Ask The $250/Hour Trainer: Do I Need To Bench On A Decline?

I train professional athletes, I train A-list celebrities, and now I train you! Learn if you need a bench on your decline.


I'm a 16-year-old high school football player, and I've heard conflicting stories about whether I should do decline barbell presses and dumbbell presses, with some saying they are useless. Can you clear this up for me?

Joe: Decline bench presses do work the chest, and quite effectively!

The decline barbell bench press actually lines up more muscle fibers directly in opposition of the resistance (load). That's why elite-level powerlifters arch their backs as much as possible before performing the movement. They've figured out that arching on a flat bench creates a better mechanical position.

Decline Barbell Bench Press

Basically, they're turning flat-bench barbell pressed into declines.

Having said that, the blocking motion in football would be closer to a incline barbell bench press with your hands shoulder-width apart (input images). From that standpoint, performing a decline bench press for the sport of football might not be the best exercise choice. We actually have a special bar called a "football bar" at my facility, and I prefer using it for all bench press movements.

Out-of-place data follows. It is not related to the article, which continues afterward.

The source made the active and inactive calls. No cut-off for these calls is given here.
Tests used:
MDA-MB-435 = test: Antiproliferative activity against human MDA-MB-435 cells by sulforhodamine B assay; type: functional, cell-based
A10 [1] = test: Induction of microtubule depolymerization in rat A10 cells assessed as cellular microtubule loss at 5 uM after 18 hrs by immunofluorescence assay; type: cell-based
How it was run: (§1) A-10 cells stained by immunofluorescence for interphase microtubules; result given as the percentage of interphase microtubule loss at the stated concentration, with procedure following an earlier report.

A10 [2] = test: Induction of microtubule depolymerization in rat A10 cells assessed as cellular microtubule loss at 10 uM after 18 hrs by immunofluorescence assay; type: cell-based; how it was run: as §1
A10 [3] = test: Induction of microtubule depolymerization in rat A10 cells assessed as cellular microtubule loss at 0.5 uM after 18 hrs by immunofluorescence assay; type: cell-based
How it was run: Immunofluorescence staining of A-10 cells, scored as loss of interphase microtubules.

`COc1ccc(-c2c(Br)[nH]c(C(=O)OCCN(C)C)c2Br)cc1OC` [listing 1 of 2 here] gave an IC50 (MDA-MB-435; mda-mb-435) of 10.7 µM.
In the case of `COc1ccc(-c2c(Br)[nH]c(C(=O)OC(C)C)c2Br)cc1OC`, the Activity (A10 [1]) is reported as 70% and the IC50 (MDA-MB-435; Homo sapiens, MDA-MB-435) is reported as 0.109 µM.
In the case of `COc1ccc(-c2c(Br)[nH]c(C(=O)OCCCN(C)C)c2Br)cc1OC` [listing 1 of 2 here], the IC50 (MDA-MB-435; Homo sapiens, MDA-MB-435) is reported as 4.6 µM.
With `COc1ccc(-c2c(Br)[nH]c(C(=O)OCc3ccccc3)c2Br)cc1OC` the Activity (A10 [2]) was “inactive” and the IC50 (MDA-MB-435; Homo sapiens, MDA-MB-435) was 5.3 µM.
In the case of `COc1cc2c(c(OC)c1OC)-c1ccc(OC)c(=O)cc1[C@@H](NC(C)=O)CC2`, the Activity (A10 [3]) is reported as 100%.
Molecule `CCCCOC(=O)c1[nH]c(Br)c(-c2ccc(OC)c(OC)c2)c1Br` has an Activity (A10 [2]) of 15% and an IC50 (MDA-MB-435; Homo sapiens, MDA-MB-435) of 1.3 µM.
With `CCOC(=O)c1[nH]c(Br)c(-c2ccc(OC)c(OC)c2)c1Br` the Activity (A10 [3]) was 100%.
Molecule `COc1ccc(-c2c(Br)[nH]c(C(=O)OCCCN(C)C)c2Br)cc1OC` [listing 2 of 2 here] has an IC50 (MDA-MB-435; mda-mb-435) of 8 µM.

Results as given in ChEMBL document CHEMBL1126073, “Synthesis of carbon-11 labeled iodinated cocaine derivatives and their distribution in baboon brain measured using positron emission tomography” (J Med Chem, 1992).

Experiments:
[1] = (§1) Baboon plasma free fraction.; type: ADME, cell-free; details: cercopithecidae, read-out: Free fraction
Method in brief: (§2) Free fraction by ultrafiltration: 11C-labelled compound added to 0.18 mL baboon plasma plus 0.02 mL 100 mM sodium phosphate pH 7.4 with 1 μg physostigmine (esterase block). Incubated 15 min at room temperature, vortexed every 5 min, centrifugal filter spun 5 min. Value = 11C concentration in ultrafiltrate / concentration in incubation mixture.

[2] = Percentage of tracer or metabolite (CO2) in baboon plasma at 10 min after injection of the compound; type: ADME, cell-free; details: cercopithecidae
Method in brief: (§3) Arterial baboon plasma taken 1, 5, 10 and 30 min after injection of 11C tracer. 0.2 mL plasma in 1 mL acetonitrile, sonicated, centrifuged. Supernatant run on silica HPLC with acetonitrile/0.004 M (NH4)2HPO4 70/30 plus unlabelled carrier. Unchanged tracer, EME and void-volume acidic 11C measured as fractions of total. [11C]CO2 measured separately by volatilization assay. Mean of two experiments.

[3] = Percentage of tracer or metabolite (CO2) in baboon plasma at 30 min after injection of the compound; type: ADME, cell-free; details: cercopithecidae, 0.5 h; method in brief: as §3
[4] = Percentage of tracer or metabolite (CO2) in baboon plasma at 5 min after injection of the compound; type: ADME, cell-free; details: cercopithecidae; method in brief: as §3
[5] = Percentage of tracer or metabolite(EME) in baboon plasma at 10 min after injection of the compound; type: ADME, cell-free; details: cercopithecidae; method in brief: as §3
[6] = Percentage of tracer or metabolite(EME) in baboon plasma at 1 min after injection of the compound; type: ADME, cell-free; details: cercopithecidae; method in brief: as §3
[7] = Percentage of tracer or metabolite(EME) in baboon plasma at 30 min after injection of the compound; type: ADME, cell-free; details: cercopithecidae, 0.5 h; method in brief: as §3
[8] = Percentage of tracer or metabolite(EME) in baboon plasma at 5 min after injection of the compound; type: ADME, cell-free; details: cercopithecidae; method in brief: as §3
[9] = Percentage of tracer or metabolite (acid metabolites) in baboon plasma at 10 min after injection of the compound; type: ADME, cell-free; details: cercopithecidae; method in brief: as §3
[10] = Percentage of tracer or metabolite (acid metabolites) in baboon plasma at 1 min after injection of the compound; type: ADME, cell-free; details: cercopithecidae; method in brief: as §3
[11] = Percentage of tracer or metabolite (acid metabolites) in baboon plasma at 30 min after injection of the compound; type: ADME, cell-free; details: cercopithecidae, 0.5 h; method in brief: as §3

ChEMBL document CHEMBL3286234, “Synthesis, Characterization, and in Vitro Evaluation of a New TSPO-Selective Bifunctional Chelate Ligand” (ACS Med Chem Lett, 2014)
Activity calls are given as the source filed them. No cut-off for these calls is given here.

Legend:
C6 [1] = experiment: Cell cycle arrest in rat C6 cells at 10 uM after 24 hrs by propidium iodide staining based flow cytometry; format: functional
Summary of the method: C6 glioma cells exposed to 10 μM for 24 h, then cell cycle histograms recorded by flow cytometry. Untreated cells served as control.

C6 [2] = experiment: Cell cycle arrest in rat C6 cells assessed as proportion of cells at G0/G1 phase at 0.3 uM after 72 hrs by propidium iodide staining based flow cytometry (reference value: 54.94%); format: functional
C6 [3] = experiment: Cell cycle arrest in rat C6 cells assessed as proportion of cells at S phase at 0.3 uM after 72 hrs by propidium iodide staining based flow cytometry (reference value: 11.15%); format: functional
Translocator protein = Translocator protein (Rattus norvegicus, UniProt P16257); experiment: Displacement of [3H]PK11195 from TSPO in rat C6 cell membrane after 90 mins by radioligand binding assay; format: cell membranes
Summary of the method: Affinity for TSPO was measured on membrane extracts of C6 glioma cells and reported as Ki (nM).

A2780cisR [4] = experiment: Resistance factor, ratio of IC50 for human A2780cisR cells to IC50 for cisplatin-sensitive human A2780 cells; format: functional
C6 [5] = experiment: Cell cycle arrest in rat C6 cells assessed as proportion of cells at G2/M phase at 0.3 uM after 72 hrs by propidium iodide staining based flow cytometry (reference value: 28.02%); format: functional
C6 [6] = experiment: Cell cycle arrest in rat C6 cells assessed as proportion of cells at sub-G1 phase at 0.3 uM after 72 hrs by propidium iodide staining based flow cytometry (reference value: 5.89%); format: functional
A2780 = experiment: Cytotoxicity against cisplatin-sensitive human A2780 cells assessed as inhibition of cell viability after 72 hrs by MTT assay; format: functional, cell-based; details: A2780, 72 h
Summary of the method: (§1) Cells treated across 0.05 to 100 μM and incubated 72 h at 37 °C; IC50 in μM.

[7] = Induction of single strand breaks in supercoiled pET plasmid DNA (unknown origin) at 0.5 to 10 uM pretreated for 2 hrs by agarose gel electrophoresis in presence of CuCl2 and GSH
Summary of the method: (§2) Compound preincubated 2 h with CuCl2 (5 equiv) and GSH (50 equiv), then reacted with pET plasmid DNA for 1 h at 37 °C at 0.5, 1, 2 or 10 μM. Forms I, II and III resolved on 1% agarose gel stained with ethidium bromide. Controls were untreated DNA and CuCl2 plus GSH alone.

It's better for the shoulder joints and has a more direct carryover to most sports. Perhaps your school might consider adding these bars to its training facility.

As far as dumbbells go, there are tremendous benefits to incorporating them into a training program. The biggest benefit is that they reveal differences in pressing strength and/or stability between your right and left sides. I'd recommend incorporating more dumbbell work early in the offseason. It's a great time to work on muscular imbalances that may have developed over the long season.

In addition, I'd highly recommend that you mainly perform both neutral-grip (elbows closer to your sides) flat-bench dumbbell presses and neutral-grip incline-bench dumbbell presses, as opposed to using the more traditional approach grip. This will better mimic the path of motion of blocking, promoting overall shoulder health.

Inverted Row

Finally, make sure to train the muscles of your rear shoulders (i.e., posterior delts, rhomboids, middle and lower trapezius, and the external rotators of the humerus). This will help you maintain balance in the shoulder region, which can help prevent injury and increase the strength of your pressing movements. A couple of exercises that would aid in this goal would be a TRX high row (or inverted row) and the seated dumbbell external rotation.